Sony puts an end to the a6000 (alpha 6000) camera by releasing the official specifications and information about it. First of all, keep in mind that this is an NEX-style interchangeable lens camera and not a DSLR camera. It’s not new, but if you missed it, Sony is phasing out the NEX product name, which will eventually be completely merged with the “Alpha” line of products. I know, it’s a bit confusing and I liked the NEX name, but if you do a little bit of homework, it should OK.
Sony wants to position the a6000 somewhere between NEX-5T and the DSLR a65. The goal is to provide enough quality that DSLR users would buy it because it’s compact, while at the same time targeting customers who may otherwise be shopping for a mid-range DSLR. In short, the a6000 is Sony’s sweet spot between image quality, size and price. That’s what the current NEX-6 is and therefore it will land in the same price range (around $650, body only).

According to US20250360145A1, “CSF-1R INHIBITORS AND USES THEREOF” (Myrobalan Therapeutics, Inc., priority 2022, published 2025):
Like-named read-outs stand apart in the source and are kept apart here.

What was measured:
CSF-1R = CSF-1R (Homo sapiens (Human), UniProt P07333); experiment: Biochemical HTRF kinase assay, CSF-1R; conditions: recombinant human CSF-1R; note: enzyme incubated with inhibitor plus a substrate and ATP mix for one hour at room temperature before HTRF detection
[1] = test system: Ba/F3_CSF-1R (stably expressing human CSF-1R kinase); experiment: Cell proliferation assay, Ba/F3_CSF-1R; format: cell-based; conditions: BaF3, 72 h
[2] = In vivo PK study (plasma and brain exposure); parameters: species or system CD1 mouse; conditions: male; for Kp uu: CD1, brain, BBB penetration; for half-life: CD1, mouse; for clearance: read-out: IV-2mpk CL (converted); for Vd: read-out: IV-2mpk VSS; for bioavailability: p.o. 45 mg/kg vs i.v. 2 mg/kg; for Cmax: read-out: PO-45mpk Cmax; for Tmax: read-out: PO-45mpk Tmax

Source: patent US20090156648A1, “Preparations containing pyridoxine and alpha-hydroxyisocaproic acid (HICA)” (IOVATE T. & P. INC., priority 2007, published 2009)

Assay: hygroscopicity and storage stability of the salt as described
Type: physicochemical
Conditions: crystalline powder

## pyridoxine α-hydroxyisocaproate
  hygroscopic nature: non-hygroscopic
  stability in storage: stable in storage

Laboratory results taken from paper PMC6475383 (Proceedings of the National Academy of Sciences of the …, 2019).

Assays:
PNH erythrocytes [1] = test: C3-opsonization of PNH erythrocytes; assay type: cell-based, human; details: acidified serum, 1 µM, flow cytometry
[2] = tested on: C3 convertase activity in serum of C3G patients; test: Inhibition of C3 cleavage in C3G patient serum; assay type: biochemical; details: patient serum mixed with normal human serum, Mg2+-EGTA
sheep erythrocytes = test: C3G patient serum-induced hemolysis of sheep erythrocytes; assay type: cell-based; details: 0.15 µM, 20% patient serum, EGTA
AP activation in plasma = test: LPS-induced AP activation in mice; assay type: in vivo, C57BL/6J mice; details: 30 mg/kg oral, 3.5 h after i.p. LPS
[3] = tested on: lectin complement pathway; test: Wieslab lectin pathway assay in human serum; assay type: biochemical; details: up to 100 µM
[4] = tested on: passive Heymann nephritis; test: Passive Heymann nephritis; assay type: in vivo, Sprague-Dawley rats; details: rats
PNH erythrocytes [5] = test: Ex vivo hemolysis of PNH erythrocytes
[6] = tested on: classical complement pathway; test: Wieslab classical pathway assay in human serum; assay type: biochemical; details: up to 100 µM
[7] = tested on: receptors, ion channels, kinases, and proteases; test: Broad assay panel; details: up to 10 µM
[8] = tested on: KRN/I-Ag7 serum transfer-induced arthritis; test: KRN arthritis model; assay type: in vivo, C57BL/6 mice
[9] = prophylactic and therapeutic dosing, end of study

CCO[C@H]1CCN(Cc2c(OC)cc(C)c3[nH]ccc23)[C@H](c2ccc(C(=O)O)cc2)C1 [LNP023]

This is quite a serious upgrade over the NEX-6: the Sony a6000 has a 24.3 Megapixel sensor (vs. 16.1MP) and its ISO climbs to the same 25,600 as before. It can shoot 10% faster at 11FPS instead of 10FPS but since the resolution is higher, Sony had to beef up the image processing engine by using the BIONZ X engine that can also be found in the a5000 or the Sony A7.
Maybe the most interesting upgrade (in my opinion) is the faster auto-focus system that is contrast and phase-detection based. AF has always been the weak point of mirror-less cameras, but since a lot of efforts have been invested into making that feature faster and better, we have been seeing huge progress across the board from several vendors. Sony claims and has demonstrated that the a6000 can take sharp photos of objects moving towards the camera (the typical worst-case scenario for AF).
We’re looking forward to trying it for ourselves, but in the meantime, the official release of the Sony a6000 is something that is worth sharing. If you happen to be looking for a mid-range or entry-level DSLR, is this something that you would consider, or would you just go for the DSLR, and why? Do tell, we’d love to read your take on this, then comment some more.